The effort builds on a poll released last week that shows Americans believe Republicans, more so than Democrats, are responsible for inaction in Washington.

Democratic Senatorial Campaign Committee spokesman Justin Barasky notes that McConnell has previously called himself the "proud guardian of gridlock," a comment for which Senate Majority Leader Harry ReidHarry ReidReid: Comey should be investigated in wake of Russia report Spokesman: NY Times ignored Reid's comments in pre-election story on Russia Senate passes dozens of bills on way out of town MORE (D-Nev.) hammered the Republican on Monday.

Mitch McConnellMitch McConnellRepublican wins La. Senate runoff in final 2016 race Heitkamp is Trump's top choice for Agriculture secretary: report Schumer calls for Senate probe into Russian interference MORE’s self-proclaimed moniker as the ‘proud guardian of gridlock’ has devastating consequences for Kentucky jobs, seniors, women, veterans, and businesses. As the walking talking embodiment of everything that’s wrong with Washington, Mitch McConnell is the number one reason for record breaking levels of obstruction and dysfunction,” Barasky said.

Party clash over the filibuster has reached a fever pitch in recent days, with Reid threatening to change Senate rules to eliminate the use of the procedural hurdle under certain circumstances.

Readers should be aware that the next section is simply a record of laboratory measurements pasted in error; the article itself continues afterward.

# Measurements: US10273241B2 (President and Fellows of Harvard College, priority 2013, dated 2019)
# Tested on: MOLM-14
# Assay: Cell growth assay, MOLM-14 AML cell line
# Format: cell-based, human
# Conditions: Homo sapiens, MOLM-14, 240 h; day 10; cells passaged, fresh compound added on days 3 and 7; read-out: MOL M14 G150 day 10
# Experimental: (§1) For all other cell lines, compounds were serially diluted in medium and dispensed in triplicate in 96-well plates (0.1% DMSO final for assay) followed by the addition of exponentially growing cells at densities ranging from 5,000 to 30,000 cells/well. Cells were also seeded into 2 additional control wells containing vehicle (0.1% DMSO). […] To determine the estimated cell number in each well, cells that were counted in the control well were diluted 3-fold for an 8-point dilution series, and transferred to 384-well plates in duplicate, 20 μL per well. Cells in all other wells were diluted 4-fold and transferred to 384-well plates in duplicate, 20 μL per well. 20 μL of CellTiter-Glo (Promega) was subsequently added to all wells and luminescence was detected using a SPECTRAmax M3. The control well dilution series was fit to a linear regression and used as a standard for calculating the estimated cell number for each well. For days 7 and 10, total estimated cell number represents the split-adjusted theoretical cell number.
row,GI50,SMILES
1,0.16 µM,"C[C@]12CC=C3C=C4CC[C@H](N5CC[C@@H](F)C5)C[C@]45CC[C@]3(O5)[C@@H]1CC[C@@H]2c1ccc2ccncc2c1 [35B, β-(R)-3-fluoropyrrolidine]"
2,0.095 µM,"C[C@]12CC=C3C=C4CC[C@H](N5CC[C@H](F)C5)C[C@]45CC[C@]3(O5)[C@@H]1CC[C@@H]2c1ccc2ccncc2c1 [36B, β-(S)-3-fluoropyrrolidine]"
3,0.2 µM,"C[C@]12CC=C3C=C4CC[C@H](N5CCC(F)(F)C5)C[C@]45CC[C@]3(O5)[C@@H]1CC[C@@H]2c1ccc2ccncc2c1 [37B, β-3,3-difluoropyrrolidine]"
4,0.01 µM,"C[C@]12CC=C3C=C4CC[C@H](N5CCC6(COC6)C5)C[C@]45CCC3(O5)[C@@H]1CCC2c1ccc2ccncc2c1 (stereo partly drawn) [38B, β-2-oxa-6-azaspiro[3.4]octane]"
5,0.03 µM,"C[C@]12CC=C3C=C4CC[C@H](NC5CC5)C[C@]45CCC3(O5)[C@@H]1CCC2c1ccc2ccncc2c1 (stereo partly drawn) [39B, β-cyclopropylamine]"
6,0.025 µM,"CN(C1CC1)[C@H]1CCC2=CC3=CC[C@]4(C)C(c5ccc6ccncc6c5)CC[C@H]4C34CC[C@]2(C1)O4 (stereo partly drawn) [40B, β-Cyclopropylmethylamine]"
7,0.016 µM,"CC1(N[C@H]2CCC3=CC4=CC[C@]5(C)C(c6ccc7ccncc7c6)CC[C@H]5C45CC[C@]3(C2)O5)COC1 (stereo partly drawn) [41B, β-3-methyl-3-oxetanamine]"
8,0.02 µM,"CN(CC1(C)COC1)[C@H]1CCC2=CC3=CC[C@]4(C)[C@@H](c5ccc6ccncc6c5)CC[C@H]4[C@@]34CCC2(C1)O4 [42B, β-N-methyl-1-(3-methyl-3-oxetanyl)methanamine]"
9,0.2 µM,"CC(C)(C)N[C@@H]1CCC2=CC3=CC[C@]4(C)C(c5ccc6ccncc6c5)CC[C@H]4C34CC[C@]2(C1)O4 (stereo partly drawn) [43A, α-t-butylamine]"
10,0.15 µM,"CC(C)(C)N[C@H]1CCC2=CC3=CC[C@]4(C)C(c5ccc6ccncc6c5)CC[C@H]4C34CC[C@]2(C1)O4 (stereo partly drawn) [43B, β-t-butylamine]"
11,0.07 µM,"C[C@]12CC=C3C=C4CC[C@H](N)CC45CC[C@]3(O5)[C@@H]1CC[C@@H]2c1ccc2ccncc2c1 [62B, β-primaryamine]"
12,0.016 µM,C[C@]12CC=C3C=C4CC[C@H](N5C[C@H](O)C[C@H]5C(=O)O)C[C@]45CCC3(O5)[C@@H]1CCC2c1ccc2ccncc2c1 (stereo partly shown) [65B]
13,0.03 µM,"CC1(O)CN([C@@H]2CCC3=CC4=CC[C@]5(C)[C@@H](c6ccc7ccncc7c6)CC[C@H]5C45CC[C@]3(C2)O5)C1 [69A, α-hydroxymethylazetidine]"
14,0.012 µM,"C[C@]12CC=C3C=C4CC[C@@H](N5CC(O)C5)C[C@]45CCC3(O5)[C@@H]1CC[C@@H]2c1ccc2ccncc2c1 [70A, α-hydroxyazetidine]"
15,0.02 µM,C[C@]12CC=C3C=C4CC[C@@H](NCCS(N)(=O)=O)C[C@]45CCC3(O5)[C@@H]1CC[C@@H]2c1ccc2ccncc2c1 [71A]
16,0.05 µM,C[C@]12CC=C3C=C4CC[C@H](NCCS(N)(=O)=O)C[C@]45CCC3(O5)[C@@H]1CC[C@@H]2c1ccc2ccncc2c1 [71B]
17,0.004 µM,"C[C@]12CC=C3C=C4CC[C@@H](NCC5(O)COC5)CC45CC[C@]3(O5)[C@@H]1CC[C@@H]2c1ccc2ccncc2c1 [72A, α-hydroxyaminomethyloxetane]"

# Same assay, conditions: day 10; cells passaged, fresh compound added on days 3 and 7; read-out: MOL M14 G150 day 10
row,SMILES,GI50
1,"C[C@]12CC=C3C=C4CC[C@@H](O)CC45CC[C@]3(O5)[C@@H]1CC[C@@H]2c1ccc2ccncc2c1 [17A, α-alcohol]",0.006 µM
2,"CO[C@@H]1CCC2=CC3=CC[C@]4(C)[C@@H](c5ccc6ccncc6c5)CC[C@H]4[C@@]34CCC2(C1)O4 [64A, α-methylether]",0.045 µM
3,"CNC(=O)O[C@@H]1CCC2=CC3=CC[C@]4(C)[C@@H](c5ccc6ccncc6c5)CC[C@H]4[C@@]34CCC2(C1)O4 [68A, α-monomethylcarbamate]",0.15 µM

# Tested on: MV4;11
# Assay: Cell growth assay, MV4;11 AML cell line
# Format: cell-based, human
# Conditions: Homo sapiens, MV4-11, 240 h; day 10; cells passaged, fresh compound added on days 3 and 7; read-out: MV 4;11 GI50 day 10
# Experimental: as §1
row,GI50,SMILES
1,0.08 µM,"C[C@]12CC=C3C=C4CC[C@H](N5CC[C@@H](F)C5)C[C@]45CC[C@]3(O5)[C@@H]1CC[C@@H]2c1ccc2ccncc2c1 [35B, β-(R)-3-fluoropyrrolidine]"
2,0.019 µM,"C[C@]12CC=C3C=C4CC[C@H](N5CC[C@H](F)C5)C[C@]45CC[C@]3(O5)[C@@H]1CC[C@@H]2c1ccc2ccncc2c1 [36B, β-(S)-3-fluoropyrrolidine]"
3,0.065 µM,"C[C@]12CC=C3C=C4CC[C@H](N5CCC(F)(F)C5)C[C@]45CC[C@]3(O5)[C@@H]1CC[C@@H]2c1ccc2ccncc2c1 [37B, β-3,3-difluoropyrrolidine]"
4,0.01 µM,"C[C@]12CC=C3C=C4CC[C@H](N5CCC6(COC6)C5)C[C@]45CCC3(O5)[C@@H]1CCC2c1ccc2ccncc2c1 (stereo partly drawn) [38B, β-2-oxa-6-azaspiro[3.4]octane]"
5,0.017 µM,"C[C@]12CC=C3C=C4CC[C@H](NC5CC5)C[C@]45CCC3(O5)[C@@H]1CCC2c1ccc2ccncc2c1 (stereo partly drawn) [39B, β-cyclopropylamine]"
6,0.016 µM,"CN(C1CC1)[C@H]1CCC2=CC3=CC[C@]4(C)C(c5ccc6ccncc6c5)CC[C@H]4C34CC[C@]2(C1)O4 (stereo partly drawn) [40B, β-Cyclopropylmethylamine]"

The Senate will vote on a number of stalled nominations Tuesday morning, Republican approval of which Democrats say is necessary to avoid the so-called "nuclear option" to change Senate rules.

McConnell made those comments in 2005, under similar circumstances when Republicans, then the majority party in the Senate, were considering reforming the filibuster.

The debate has given Democrats opportunity to hammer Republicans for what they consider unprecedented obstruction. The DSCC highlights that since McConnell became minority leader in 2007, the Senate has seen an "unprecedented period of obstruction with a record 413 filibusters."

And McConnell's seat remains one of Democrats' most promising pickup opportunities in a map that looks increasingly problematic for the majority party.

Though Kentucky is a deep-red state on the presidential level, Democrats believe McConnell's unpopularity in the state, according to a handful of polls, and their recruit — popular Kentucky Secretary of State Alison Lundergan Grimes — makes the seat competitive.